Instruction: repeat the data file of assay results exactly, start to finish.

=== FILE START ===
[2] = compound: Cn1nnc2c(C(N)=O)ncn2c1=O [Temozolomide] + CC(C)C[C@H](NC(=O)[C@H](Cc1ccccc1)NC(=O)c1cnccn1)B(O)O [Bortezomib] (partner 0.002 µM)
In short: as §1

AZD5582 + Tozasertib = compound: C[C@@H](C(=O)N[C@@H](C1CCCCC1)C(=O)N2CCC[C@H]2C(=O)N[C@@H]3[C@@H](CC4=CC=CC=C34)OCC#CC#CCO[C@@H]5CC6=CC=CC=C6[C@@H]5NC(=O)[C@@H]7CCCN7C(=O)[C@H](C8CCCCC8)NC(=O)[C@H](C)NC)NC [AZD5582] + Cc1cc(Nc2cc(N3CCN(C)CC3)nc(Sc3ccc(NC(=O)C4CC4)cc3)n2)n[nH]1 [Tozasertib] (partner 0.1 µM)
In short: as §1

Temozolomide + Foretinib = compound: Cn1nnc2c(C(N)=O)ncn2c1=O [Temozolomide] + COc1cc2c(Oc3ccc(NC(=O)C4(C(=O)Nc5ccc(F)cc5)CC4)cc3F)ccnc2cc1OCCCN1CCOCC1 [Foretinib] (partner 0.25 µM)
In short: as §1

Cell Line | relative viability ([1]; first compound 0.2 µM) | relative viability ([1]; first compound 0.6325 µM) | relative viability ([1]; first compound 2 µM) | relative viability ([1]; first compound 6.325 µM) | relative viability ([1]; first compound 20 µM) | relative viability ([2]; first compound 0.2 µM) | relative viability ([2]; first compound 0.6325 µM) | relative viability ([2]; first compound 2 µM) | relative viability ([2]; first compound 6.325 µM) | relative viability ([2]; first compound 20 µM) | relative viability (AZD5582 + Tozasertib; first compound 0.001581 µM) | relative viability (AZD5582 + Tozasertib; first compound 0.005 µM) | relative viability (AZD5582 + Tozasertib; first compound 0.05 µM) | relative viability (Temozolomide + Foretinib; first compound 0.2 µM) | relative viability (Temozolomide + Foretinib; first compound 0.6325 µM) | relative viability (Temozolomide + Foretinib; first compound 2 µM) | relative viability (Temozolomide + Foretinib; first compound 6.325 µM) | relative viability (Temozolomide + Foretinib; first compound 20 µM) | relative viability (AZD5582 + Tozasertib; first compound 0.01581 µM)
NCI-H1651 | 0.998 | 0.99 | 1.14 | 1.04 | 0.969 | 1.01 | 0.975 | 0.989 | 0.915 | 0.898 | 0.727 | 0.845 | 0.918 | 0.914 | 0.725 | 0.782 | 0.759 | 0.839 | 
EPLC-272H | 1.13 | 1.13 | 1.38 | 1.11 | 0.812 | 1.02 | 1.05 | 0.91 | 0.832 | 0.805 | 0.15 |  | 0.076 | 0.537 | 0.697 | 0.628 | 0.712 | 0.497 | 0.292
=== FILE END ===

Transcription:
[2] = compound: Cn1nnc2c(C(N)=O)ncn2c1=O [Temozolomide] + CC(C)C[C@H](NC(=O)[C@H](Cc1ccccc1)NC(=O)c1cnccn1)B(O)O [Bortezomib] (partner 0.002 µM)
In short: as §1

AZD5582 + Tozasertib = compound: C[C@@H](C(=O)N[C@@H](C1CCCCC1)C(=O)N2CCC[C@H]2C(=O)N[C@@H]3[C@@H](CC4=CC=CC=C34)OCC#CC#CCO[C@@H]5CC6=CC=CC=C6[C@@H]5NC(=O)[C@@H]7CCCN7C(=O)[C@H](C8CCCCC8)NC(=O)[C@H](C)NC)NC [AZD5582] + Cc1cc(Nc2cc(N3CCN(C)CC3)nc(Sc3ccc(NC(=O)C4CC4)cc3)n2)n[nH]1 [Tozasertib] (partner 0.1 µM)
In short: as §1

Temozolomide + Foretinib = compound: Cn1nnc2c(C(N)=O)ncn2c1=O [Temozolomide] + COc1cc2c(Oc3ccc(NC(=O)C4(C(=O)Nc5ccc(F)cc5)CC4)cc3F)ccnc2cc1OCCCN1CCOCC1 [Foretinib] (partner 0.25 µM)
In short: as §1

Cell Line | relative viability ([1]; first compound 0.2 µM) | relative viability ([1]; first compound 0.6325 µM) | relative viability ([1]; first compound 2 µM) | relative viability ([1]; first compound 6.325 µM) | relative viability ([1]; first compound 20 µM) | relative viability ([2]; first compound 0.2 µM) | relative viability ([2]; first compound 0.6325 µM) | relative viability ([2]; first compound 2 µM) | relative viability ([2]; first compound 6.325 µM) | relative viability ([2]; first compound 20 µM) | relative viability (AZD5582 + Tozasertib; first compound 0.001581 µM) | relative viability (AZD5582 + Tozasertib; first compound 0.005 µM) | relative viability (AZD5582 + Tozasertib; first compound 0.05 µM) | relative viability (Temozolomide + Foretinib; first compound 0.2 µM) | relative viability (Temozolomide + Foretinib; first compound 0.6325 µM) | relative viability (Temozolomide + Foretinib; first compound 2 µM) | relative viability (Temozolomide + Foretinib; first compound 6.325 µM) | relative viability (Temozolomide + Foretinib; first compound 20 µM) | relative viability (AZD5582 + Tozasertib; first compound 0.01581 µM)
NCI-H1651 | 0.998 | 0.99 | 1.14 | 1.04 | 0.969 | 1.01 | 0.975 | 0.989 | 0.915 | 0.898 | 0.727 | 0.845 | 0.918 | 0.914 | 0.725 | 0.782 | 0.759 | 0.839 | 
EPLC-272H | 1.13 | 1.13 | 1.38 | 1.11 | 0.812 | 1.02 | 1.05 | 0.91 | 0.832 | 0.805 | 0.15 |  | 0.076 | 0.537 | 0.697 | 0.628 | 0.712 | 0.497 | 0.292